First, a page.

Pink & green slaw

I haven't always liked coleslaw. I worked at a bakery when I was younger, and for years afterwards, the mere mention of mayonnaise was enough to turn up my nose.

Other people liked the spread on everything: slathered in thick gobs across perfectly good sandwich bread, yellowed and jiggly against their tuna salad (which, I cannot help but point out, already has plenty mayo in it), and even—and this may have been my breaking point—on cinnamon swirl breakfast toast. Needless to say, the thought of adding it to perfectly good vegetables was not something I could condone.

Until I began making my own mayonnaise this winter. The process of actually whisking egg and oil into suspension myself reversed my aversion almost instantly, lending the spread a newfound aura of magic and reverence, and bringing it back onto my plate.

Last night's slaw brought yet another incarnation of my beloved condiment. After grating a small green cabbage and heap of candy radishes, a few carrots from the garden and a sweet, red onion, I whisked together egg and oil in anticipation of a dressing. From the cupboard I pulled a jar of Cape Cod cranberry drizzle—a flavored cider vinegar sold by Joan Massi at the mid-Cape farmers' market—and added it to the mix.

The pink, creamy mayo drizzled thin over the vegetables, and with a pinch of salt, a sprinkling of toasted watermelon seeds, and a few hot peppers, the salad was ready. Not only did I fill my bowl; upon finishing one course I hurried back for another.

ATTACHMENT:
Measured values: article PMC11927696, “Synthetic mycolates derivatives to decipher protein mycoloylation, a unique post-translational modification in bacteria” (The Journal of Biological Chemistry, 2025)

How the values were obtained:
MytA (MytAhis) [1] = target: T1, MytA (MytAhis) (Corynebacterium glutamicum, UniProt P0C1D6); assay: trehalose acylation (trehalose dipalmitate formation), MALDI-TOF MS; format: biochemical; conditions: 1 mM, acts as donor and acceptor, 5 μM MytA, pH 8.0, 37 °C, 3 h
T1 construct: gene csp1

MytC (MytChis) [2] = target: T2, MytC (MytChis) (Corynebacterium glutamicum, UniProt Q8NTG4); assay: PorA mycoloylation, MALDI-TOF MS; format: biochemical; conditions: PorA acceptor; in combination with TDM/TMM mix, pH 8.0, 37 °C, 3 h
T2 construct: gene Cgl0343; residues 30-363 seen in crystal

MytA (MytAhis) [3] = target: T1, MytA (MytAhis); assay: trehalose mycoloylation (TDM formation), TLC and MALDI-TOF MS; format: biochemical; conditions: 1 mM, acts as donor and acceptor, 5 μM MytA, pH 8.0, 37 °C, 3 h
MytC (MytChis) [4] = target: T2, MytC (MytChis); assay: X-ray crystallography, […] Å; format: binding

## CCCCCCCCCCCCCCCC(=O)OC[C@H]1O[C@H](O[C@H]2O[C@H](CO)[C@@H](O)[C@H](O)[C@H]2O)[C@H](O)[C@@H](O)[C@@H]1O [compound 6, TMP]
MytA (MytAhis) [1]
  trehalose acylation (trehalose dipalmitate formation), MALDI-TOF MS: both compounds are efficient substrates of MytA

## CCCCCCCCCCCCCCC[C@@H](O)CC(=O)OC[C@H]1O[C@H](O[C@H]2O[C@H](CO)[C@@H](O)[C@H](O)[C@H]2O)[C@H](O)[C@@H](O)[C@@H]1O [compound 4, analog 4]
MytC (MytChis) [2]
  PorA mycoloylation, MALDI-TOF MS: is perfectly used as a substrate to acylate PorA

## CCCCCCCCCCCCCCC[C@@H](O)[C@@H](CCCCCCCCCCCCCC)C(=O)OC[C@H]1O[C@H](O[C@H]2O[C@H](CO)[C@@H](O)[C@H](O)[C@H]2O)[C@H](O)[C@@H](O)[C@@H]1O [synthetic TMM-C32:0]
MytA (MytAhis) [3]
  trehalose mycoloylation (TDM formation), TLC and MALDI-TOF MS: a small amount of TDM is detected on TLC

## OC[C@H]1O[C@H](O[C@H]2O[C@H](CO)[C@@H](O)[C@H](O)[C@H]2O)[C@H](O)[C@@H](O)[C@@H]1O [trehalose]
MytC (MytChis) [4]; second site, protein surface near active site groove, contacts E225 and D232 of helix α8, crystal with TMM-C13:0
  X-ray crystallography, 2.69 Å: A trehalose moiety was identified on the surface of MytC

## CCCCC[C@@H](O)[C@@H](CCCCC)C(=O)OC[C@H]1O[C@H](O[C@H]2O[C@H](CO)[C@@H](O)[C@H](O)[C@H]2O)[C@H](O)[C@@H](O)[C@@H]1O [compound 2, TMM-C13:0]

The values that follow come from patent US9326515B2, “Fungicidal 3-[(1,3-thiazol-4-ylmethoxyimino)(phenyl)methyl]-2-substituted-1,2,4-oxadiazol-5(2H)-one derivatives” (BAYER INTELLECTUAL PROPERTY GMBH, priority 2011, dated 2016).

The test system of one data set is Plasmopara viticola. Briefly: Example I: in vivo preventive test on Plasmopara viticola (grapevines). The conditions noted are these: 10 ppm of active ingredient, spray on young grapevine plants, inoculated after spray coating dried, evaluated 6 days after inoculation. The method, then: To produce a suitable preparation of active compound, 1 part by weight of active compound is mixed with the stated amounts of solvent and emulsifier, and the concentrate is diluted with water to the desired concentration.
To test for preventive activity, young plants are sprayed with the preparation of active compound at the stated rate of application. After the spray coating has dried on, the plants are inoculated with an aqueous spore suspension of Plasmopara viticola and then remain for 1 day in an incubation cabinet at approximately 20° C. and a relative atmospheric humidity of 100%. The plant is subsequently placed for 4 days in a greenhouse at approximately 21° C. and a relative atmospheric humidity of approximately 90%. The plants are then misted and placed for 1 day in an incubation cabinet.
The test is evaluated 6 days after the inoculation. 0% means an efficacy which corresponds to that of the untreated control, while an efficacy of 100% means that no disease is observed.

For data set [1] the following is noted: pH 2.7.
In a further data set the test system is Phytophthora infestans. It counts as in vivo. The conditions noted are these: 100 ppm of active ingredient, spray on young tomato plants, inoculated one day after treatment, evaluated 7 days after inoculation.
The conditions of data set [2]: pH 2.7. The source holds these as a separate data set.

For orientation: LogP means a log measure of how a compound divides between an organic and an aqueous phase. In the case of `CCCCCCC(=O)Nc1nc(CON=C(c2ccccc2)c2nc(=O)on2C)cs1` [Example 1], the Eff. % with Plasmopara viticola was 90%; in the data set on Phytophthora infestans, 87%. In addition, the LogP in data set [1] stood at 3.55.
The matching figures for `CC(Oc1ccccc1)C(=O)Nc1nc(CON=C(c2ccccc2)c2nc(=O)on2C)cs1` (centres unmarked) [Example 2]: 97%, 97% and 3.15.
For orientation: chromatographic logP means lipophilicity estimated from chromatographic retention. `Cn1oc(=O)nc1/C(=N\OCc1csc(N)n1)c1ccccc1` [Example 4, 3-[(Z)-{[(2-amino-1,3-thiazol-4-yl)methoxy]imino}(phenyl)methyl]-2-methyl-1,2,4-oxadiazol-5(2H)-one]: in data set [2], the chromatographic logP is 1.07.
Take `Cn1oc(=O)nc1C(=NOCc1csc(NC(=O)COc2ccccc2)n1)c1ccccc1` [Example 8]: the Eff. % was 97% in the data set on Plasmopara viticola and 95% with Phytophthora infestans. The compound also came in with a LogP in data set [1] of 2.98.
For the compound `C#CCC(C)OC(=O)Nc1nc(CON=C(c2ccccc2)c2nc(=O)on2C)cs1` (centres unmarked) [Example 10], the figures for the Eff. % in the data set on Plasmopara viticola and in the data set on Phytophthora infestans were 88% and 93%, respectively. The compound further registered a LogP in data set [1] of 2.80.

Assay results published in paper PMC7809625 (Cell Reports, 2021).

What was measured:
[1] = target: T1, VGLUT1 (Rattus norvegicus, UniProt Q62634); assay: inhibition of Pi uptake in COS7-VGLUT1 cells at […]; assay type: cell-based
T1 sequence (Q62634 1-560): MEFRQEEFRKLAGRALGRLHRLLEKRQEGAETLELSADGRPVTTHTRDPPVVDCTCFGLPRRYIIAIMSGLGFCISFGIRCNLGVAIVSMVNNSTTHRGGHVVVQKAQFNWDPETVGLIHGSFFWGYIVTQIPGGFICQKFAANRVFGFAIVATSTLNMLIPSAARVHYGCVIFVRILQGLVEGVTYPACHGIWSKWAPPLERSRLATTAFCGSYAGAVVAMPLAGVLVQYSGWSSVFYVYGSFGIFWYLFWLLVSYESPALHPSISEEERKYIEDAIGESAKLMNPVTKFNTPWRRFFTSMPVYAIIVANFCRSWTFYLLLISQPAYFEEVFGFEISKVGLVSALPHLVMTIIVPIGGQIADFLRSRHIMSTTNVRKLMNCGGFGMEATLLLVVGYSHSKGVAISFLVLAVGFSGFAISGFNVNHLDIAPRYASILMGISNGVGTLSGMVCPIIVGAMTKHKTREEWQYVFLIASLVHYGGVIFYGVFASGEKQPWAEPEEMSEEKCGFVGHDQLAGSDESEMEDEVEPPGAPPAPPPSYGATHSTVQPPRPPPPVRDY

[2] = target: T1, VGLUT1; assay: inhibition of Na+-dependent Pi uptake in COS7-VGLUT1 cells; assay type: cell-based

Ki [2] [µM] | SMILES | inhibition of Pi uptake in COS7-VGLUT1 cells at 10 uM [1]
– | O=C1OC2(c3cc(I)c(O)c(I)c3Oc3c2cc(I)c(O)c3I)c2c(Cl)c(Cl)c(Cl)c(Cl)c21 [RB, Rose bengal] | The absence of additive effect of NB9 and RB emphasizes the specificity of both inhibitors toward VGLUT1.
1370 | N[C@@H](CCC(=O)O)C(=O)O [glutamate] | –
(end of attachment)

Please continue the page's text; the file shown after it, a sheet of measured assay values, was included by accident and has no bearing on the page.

Serves 4

Chop 1 small, green cabbage into thin strips. Mix with 3 grated candy-stripe radishes, 4 small grated carrots, 1 small thinly sliced red onion, 2 small finely minced hot peppers, and several tablespoons toasted watermelon or squash seeds (optional).

In a separate bowl, whisk together 1 egg yolk and 1 cup oil, adding oil very slowly at first and whisking constantly until the mixture becomes opaque (then oil can be added more quickly). Mix mayo with 1/4 to 1/2 cup cranberry drizzle vinegar, to taste. Toss over slaw and add salt and pepper to taste. Serve chilled or at room temperature.


Andrea said...

I, too, could not abide mayo until (well into my 20s) I discovered a yummy sandwich that came with a light layer of homemade herbed mayo. I realized it wasn't all bad!

I do enjoy a good slaw and use a combo of mayo, sour cream, lemon, cider vinegar, mustard, and a little seasoning.

Very curious about the watermelon seeds. Do you save your own? What do they taste like? I love pumpkin seeds, so why not watermelon?

Elspeth Pierson said...

These seeds I saved from the yellow watermelon I mentioned a few weeks ago. Someone told me you could eat them, and as I love squash seeds, I toasted them up with delicious results! They taste essentially the same, but are a bit smaller and add great crunch to salads. Give it a try!


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